Bathrooms are dirty and need a major renovation

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Every student that goes to Schrieber is familiar with the unpleasant experience that
comes with going to the bathroom and not being able to even walk in without coming across a
flooded floor, and trash on the ground, in the urinals, and toilets, not to mention in the sinks.
Last year, this was a huge issue, which led the school to make changes regarding the bathroom
maintenance schedules during school days. The school tried to combat this issue by cleaning
the bathrooms during the day. However, these attempts to fix last year’s problem are not
sufficient to keep every bathroom clean as every student’s experiences can attest to. Although
public bathrooms are not supposed to be the cleanest place in the world, there is a certain level
of cleanliness that ought to be maintained.
The best solution to this problem is for each bathroom to be closed to students for a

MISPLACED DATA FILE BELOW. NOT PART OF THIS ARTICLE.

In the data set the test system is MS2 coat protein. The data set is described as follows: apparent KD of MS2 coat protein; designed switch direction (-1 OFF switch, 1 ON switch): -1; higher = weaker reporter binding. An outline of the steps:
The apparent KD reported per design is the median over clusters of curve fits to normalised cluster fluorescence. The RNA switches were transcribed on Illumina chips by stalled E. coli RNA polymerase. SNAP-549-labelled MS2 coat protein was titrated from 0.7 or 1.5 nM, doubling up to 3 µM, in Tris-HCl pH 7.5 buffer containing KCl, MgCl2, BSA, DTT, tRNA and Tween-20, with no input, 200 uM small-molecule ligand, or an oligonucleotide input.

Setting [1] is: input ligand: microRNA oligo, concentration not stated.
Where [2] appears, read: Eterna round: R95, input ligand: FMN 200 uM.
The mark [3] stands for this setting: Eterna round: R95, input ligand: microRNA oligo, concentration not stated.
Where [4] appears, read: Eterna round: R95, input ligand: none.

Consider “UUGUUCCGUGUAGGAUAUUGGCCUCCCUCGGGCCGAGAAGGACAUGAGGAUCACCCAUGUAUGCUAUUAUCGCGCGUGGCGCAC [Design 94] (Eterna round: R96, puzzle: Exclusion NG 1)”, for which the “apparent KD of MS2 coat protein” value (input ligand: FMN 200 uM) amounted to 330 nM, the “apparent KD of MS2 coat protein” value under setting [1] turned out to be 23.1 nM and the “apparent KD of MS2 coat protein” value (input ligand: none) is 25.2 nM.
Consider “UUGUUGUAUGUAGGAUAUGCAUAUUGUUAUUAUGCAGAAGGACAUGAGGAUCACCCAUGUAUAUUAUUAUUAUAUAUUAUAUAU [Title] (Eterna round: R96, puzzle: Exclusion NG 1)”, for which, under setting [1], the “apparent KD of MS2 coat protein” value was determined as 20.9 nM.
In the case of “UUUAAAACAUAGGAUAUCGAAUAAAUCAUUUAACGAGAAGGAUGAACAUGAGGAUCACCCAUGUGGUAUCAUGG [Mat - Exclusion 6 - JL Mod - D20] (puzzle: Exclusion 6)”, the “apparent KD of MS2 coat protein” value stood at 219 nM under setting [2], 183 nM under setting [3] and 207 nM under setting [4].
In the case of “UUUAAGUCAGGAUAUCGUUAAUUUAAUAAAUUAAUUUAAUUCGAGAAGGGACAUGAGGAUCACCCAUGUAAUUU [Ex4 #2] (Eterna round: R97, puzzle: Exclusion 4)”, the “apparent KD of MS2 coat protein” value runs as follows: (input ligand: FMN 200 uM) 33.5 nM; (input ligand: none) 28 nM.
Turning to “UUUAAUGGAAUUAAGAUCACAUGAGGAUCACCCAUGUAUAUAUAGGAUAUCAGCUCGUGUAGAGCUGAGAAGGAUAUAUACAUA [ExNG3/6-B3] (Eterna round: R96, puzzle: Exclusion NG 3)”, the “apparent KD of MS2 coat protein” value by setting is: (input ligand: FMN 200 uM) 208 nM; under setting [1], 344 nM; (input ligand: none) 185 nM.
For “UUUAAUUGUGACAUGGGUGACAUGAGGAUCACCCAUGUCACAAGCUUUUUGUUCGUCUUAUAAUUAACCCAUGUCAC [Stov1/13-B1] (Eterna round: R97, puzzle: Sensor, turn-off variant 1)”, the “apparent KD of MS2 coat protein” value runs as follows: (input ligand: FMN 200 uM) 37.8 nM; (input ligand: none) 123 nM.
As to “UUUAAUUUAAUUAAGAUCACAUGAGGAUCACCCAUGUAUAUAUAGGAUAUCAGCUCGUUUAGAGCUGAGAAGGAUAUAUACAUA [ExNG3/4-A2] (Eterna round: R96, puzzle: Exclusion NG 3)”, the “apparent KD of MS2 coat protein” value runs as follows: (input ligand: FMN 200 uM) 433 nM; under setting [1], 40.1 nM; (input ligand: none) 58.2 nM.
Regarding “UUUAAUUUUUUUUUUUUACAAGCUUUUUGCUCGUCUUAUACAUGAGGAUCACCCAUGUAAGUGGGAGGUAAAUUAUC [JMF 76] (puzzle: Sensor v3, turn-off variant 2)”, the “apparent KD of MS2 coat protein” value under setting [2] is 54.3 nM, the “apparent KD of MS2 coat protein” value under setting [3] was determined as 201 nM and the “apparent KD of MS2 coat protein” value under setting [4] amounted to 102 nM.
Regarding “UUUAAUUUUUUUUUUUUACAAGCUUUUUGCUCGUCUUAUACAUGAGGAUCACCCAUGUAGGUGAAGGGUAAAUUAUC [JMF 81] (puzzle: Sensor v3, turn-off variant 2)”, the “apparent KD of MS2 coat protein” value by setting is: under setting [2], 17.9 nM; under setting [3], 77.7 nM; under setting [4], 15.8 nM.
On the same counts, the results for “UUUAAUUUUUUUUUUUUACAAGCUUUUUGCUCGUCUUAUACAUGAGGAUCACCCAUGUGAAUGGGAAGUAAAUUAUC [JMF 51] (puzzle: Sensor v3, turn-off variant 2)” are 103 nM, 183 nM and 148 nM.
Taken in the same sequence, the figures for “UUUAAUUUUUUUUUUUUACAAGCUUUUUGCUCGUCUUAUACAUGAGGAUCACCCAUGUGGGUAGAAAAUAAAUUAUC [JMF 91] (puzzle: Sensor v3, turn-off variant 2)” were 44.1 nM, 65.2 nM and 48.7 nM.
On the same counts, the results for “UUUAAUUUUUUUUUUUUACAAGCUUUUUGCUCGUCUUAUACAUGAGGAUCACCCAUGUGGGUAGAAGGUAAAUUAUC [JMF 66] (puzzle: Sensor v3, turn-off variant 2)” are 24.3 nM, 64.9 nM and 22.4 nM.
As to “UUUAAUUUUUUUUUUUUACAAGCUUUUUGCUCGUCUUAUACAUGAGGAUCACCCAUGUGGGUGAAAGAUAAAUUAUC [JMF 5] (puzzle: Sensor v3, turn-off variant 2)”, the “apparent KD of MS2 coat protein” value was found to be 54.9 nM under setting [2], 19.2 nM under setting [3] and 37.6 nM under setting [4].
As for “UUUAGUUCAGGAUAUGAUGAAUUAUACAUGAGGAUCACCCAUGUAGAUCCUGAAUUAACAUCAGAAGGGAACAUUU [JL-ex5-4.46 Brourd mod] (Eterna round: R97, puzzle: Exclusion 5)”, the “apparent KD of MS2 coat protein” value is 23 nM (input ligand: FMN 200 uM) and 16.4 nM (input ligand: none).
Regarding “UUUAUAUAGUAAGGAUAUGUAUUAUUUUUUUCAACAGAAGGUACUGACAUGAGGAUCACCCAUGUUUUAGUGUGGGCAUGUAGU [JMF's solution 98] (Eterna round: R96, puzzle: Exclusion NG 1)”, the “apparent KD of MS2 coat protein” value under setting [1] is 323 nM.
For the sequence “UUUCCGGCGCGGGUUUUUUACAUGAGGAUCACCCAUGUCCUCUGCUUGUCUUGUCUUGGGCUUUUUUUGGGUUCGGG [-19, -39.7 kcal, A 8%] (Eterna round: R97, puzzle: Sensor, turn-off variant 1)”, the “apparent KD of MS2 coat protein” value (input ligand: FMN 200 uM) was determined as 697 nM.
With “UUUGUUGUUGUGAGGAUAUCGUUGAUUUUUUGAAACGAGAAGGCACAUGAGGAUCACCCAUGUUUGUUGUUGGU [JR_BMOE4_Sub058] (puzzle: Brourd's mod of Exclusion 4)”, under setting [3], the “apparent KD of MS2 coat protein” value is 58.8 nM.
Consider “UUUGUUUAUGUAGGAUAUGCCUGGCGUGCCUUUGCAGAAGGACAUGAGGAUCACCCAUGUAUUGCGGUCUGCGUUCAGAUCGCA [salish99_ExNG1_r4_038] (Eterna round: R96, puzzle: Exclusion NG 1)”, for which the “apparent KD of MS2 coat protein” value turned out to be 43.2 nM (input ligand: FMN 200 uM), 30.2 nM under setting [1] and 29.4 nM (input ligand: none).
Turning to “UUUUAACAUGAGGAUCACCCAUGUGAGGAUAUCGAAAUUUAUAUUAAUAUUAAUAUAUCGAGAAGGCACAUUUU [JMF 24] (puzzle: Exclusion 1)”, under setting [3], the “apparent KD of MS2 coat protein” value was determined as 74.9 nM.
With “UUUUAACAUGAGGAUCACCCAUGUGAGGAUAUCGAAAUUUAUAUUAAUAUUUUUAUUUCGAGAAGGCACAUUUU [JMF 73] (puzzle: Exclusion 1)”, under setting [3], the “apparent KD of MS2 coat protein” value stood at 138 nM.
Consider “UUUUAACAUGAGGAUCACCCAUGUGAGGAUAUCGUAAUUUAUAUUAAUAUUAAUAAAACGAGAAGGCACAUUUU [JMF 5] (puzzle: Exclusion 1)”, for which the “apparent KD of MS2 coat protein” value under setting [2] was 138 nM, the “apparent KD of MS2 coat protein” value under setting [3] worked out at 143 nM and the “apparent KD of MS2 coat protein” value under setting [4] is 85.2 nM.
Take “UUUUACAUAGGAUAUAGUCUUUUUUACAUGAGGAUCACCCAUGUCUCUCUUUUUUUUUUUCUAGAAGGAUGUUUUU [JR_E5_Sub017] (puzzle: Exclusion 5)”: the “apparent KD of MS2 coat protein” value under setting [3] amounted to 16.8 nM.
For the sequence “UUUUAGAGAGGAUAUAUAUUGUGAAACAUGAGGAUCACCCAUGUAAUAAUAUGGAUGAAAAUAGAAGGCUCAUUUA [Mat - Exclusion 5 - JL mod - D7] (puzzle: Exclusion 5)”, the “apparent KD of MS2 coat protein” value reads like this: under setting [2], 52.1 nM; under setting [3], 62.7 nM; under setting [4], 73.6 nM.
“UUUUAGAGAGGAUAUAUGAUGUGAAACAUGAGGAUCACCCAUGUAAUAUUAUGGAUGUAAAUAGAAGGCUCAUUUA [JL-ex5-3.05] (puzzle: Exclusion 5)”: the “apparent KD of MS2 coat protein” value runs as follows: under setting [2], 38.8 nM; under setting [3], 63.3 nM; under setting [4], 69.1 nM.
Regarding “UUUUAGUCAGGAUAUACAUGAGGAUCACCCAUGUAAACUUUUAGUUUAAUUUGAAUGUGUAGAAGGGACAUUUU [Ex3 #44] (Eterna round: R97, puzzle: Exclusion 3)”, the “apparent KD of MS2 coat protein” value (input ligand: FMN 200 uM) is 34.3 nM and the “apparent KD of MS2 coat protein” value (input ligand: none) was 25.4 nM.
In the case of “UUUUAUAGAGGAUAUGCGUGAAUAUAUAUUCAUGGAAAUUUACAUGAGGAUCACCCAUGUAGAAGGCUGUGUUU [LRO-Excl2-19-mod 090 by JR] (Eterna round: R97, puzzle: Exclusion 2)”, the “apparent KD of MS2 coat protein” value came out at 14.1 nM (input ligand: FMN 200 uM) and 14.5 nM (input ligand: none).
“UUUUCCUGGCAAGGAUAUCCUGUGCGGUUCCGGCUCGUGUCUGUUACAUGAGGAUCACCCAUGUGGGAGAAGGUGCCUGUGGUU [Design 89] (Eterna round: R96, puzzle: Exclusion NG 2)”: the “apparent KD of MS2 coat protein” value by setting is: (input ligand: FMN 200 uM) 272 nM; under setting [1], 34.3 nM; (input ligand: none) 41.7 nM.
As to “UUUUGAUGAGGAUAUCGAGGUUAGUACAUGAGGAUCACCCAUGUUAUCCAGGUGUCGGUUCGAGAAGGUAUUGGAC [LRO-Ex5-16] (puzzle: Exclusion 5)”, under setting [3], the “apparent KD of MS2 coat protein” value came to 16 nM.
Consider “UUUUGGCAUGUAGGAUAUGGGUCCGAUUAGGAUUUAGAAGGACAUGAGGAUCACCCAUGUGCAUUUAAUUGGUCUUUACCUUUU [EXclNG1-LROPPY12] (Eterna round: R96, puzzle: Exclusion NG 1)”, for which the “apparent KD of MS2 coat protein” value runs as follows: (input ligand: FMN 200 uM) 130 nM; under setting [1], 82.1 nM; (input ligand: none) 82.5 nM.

few minutes every day to be thoroughly cleaned by the custodians. Perhaps this could be done
on a rotating schedule to ensure that no more than one bathroom is closed to students at once.
This will keep the bathrooms cleaner throughout the day, and combined with an effort from
students to keep them cleaner, the bathrooms will never again get to the point where you have
to step over a huge puddle and choose the only toilet that is not flooded with trash.
However, this change cannot only come from the administration. It is essential that
students make an effort to keep the restrooms clean by throwing out their garbage in the trash,
not congregating in the bathroom (as it clogs up space), and only using the room for its intended
purpose.
If the nauseating smell or the trash lining the floor isn’t enough for you to demand some
sort of change, Schreiber’s vaping epidemic definitely is. It is well-known amongst the students
and administration alike that vaping is a serious issue, and that the prime location in Schreiber
to do so is the bathrooms. However, despite the constant pleas for regulations, there has been
little action. Fortunately, companies such as FlySense have developed “vape detectors” that
send an alert directly to the phone of an administrator when a chemical emitted from vaping is
released. These detectors could deter students from congregating in the bathroom, which

would likely lead to less trash buildup throughout the day. The school should invest in these
devices in order to deter students from vaping while also keeping the bathrooms cleaner.

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